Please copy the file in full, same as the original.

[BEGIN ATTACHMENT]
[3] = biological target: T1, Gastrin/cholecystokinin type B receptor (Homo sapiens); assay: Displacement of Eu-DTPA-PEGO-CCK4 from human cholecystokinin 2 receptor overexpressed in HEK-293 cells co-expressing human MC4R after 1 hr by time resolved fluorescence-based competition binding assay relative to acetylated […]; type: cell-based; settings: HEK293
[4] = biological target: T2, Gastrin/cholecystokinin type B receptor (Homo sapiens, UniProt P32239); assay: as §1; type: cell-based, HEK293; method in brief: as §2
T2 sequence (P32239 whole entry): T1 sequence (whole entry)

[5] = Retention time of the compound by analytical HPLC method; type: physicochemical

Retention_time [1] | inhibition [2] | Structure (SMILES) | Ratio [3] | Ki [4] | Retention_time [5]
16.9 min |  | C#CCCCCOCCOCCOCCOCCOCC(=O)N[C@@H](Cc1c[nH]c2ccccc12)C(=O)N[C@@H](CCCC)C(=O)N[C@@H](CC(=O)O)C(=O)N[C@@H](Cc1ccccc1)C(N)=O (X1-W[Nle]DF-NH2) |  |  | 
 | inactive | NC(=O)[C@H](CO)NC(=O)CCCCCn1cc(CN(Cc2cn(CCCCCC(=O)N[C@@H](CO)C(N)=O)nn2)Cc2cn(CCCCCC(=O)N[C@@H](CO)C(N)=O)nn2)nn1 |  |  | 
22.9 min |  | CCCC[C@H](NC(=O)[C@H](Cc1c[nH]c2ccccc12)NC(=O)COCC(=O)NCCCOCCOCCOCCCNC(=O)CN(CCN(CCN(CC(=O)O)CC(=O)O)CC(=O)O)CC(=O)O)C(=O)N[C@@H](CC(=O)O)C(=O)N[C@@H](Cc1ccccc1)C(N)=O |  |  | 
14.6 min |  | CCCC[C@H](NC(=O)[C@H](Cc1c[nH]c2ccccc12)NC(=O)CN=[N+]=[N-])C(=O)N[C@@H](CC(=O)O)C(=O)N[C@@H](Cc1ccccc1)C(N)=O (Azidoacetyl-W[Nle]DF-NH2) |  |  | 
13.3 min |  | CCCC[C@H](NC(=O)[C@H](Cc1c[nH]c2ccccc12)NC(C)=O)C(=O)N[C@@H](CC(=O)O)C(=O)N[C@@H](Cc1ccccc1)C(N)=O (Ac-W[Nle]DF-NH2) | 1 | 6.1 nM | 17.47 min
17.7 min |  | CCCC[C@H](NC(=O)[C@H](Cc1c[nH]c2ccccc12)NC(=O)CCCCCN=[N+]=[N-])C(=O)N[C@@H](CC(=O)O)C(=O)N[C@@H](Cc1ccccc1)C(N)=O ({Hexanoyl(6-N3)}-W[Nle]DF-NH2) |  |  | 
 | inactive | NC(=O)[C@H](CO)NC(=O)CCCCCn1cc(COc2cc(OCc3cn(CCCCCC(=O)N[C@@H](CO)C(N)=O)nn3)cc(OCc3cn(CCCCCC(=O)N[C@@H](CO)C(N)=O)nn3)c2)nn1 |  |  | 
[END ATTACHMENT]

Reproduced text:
[3] = biological target: T1, Gastrin/cholecystokinin type B receptor (Homo sapiens); assay: Displacement of Eu-DTPA-PEGO-CCK4 from human cholecystokinin 2 receptor overexpressed in HEK-293 cells co-expressing human MC4R after 1 hr by time resolved fluorescence-based competition binding assay relative to acetylated […]; type: cell-based; settings: HEK293
[4] = biological target: T2, Gastrin/cholecystokinin type B receptor (Homo sapiens, UniProt P32239); assay: as §1; type: cell-based, HEK293; method in brief: as §2
T2 sequence (P32239 whole entry): T1 sequence (whole entry)

[5] = Retention time of the compound by analytical HPLC method; type: physicochemical

Retention_time [1] | inhibition [2] | Structure (SMILES) | Ratio [3] | Ki [4] | Retention_time [5]
16.9 min |  | C#CCCCCOCCOCCOCCOCCOCC(=O)N[C@@H](Cc1c[nH]c2ccccc12)C(=O)N[C@@H](CCCC)C(=O)N[C@@H](CC(=O)O)C(=O)N[C@@H](Cc1ccccc1)C(N)=O (X1-W[Nle]DF-NH2) |  |  | 
 | inactive | NC(=O)[C@H](CO)NC(=O)CCCCCn1cc(CN(Cc2cn(CCCCCC(=O)N[C@@H](CO)C(N)=O)nn2)Cc2cn(CCCCCC(=O)N[C@@H](CO)C(N)=O)nn2)nn1 |  |  | 
22.9 min |  | CCCC[C@H](NC(=O)[C@H](Cc1c[nH]c2ccccc12)NC(=O)COCC(=O)NCCCOCCOCCOCCCNC(=O)CN(CCN(CCN(CC(=O)O)CC(=O)O)CC(=O)O)CC(=O)O)C(=O)N[C@@H](CC(=O)O)C(=O)N[C@@H](Cc1ccccc1)C(N)=O |  |  | 
14.6 min |  | CCCC[C@H](NC(=O)[C@H](Cc1c[nH]c2ccccc12)NC(=O)CN=[N+]=[N-])C(=O)N[C@@H](CC(=O)O)C(=O)N[C@@H](Cc1ccccc1)C(N)=O (Azidoacetyl-W[Nle]DF-NH2) |  |  | 
13.3 min |  | CCCC[C@H](NC(=O)[C@H](Cc1c[nH]c2ccccc12)NC(C)=O)C(=O)N[C@@H](CC(=O)O)C(=O)N[C@@H](Cc1ccccc1)C(N)=O (Ac-W[Nle]DF-NH2) | 1 | 6.1 nM | 17.47 min
17.7 min |  | CCCC[C@H](NC(=O)[C@H](Cc1c[nH]c2ccccc12)NC(=O)CCCCCN=[N+]=[N-])C(=O)N[C@@H](CC(=O)O)C(=O)N[C@@H](Cc1ccccc1)C(N)=O ({Hexanoyl(6-N3)}-W[Nle]DF-NH2) |  |  | 
 | inactive | NC(=O)[C@H](CO)NC(=O)CCCCCn1cc(COc2cc(OCc3cn(CCCCCC(=O)N[C@@H](CO)C(N)=O)nn3)cc(OCc3cn(CCCCCC(=O)N[C@@H](CO)C(N)=O)nn3)c2)nn1 |  |  | 